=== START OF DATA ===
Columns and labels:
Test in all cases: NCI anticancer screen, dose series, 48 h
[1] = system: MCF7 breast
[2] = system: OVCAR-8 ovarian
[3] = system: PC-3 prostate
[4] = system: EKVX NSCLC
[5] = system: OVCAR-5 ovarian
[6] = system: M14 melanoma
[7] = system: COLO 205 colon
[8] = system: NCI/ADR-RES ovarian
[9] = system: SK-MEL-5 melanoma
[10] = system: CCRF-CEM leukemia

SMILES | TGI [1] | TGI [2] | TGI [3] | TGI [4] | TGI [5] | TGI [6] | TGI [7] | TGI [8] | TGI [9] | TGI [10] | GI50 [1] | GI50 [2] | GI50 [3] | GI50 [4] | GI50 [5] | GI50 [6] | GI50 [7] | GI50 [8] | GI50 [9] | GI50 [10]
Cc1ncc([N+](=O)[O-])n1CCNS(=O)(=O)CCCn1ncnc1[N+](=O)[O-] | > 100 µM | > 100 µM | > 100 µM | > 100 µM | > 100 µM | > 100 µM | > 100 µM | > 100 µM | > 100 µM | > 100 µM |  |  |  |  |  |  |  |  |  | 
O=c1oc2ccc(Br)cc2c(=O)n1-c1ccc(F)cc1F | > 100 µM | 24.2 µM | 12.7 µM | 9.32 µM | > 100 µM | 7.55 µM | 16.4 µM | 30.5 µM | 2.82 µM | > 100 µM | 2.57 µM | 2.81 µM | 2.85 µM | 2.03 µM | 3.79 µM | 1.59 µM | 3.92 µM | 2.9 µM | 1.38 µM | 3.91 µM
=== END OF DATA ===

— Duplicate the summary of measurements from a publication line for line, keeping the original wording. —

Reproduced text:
Columns and labels:
Test in all cases: NCI anticancer screen, dose series, 48 h
[1] = system: MCF7 breast
[2] = system: OVCAR-8 ovarian
[3] = system: PC-3 prostate
[4] = system: EKVX NSCLC
[5] = system: OVCAR-5 ovarian
[6] = system: M14 melanoma
[7] = system: COLO 205 colon
[8] = system: NCI/ADR-RES ovarian
[9] = system: SK-MEL-5 melanoma
[10] = system: CCRF-CEM leukemia

SMILES | TGI [1] | TGI [2] | TGI [3] | TGI [4] | TGI [5] | TGI [6] | TGI [7] | TGI [8] | TGI [9] | TGI [10] | GI50 [1] | GI50 [2] | GI50 [3] | GI50 [4] | GI50 [5] | GI50 [6] | GI50 [7] | GI50 [8] | GI50 [9] | GI50 [10]
Cc1ncc([N+](=O)[O-])n1CCNS(=O)(=O)CCCn1ncnc1[N+](=O)[O-] | > 100 µM | > 100 µM | > 100 µM | > 100 µM | > 100 µM | > 100 µM | > 100 µM | > 100 µM | > 100 µM | > 100 µM |  |  |  |  |  |  |  |  |  | 
O=c1oc2ccc(Br)cc2c(=O)n1-c1ccc(F)cc1F | > 100 µM | 24.2 µM | 12.7 µM | 9.32 µM | > 100 µM | 7.55 µM | 16.4 µM | 30.5 µM | 2.82 µM | > 100 µM | 2.57 µM | 2.81 µM | 2.85 µM | 2.03 µM | 3.79 µM | 1.59 µM | 3.92 µM | 2.9 µM | 1.38 µM | 3.91 µM